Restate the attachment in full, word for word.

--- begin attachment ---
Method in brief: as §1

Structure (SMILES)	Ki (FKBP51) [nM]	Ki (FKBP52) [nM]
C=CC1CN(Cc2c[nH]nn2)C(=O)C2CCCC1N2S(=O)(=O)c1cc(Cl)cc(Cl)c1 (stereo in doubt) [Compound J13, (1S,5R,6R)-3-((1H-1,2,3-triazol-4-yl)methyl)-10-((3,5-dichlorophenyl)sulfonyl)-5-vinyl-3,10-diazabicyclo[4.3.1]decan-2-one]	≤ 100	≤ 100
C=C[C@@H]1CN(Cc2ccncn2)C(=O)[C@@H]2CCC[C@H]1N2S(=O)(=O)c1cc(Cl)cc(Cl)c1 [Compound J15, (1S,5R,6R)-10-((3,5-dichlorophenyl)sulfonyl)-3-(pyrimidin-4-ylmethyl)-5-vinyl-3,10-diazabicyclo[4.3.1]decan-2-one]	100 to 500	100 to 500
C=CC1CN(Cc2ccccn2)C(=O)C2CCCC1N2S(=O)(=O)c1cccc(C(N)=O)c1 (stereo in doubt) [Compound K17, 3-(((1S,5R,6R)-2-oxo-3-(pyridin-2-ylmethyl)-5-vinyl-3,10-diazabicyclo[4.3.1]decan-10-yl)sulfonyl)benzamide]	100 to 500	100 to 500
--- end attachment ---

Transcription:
Method in brief: as §1

Structure (SMILES)	Ki (FKBP51) [nM]	Ki (FKBP52) [nM]
C=CC1CN(Cc2c[nH]nn2)C(=O)C2CCCC1N2S(=O)(=O)c1cc(Cl)cc(Cl)c1 (stereo in doubt) [Compound J13, (1S,5R,6R)-3-((1H-1,2,3-triazol-4-yl)methyl)-10-((3,5-dichlorophenyl)sulfonyl)-5-vinyl-3,10-diazabicyclo[4.3.1]decan-2-one]	≤ 100	≤ 100
C=C[C@@H]1CN(Cc2ccncn2)C(=O)[C@@H]2CCC[C@H]1N2S(=O)(=O)c1cc(Cl)cc(Cl)c1 [Compound J15, (1S,5R,6R)-10-((3,5-dichlorophenyl)sulfonyl)-3-(pyrimidin-4-ylmethyl)-5-vinyl-3,10-diazabicyclo[4.3.1]decan-2-one]	100 to 500	100 to 500
C=CC1CN(Cc2ccccn2)C(=O)C2CCCC1N2S(=O)(=O)c1cccc(C(N)=O)c1 (stereo in doubt) [Compound K17, 3-(((1S,5R,6R)-2-oxo-3-(pyridin-2-ylmethyl)-5-vinyl-3,10-diazabicyclo[4.3.1]decan-10-yl)sulfonyl)benzamide]	100 to 500	100 to 500